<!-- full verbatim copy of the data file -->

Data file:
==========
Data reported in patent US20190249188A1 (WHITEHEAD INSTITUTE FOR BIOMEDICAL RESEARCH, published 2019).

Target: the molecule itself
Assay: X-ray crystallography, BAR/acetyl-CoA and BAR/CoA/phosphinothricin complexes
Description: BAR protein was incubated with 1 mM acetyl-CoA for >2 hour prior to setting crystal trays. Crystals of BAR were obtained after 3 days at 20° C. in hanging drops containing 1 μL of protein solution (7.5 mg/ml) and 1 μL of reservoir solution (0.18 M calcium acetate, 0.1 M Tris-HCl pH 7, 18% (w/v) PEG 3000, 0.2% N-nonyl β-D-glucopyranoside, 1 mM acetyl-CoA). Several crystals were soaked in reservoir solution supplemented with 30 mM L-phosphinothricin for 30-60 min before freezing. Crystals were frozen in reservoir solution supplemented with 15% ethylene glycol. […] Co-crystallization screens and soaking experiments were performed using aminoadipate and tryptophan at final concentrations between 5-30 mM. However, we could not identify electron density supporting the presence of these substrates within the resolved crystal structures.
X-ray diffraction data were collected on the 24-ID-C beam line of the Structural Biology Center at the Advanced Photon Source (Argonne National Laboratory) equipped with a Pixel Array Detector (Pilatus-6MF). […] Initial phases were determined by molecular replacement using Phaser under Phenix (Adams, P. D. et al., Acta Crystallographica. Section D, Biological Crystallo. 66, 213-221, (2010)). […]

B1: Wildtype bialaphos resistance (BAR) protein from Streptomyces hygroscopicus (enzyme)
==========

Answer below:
Data reported in patent US20190249188A1 (WHITEHEAD INSTITUTE FOR BIOMEDICAL RESEARCH, published 2019).

Target: the molecule itself
Assay: X-ray crystallography, BAR/acetyl-CoA and BAR/CoA/phosphinothricin complexes
Description: BAR protein was incubated with 1 mM acetyl-CoA for >2 hour prior to setting crystal trays. Crystals of BAR were obtained after 3 days at 20° C. in hanging drops containing 1 μL of protein solution (7.5 mg/ml) and 1 μL of reservoir solution (0.18 M calcium acetate, 0.1 M Tris-HCl pH 7, 18% (w/v) PEG 3000, 0.2% N-nonyl β-D-glucopyranoside, 1 mM acetyl-CoA). Several crystals were soaked in reservoir solution supplemented with 30 mM L-phosphinothricin for 30-60 min before freezing. Crystals were frozen in reservoir solution supplemented with 15% ethylene glycol. […] Co-crystallization screens and soaking experiments were performed using aminoadipate and tryptophan at final concentrations between 5-30 mM. However, we could not identify electron density supporting the presence of these substrates within the resolved crystal structures.
X-ray diffraction data were collected on the 24-ID-C beam line of the Structural Biology Center at the Advanced Photon Source (Argonne National Laboratory) equipped with a Pixel Array Detector (Pilatus-6MF). […] Initial phases were determined by molecular replacement using Phaser under Phenix (Adams, P. D. et al., Acta Crystallographica. Section D, Biological Crystallo. 66, 213-221, (2010)). […]

B1: Wildtype bialaphos resistance (BAR) protein from Streptomyces hygroscopicus (enzyme)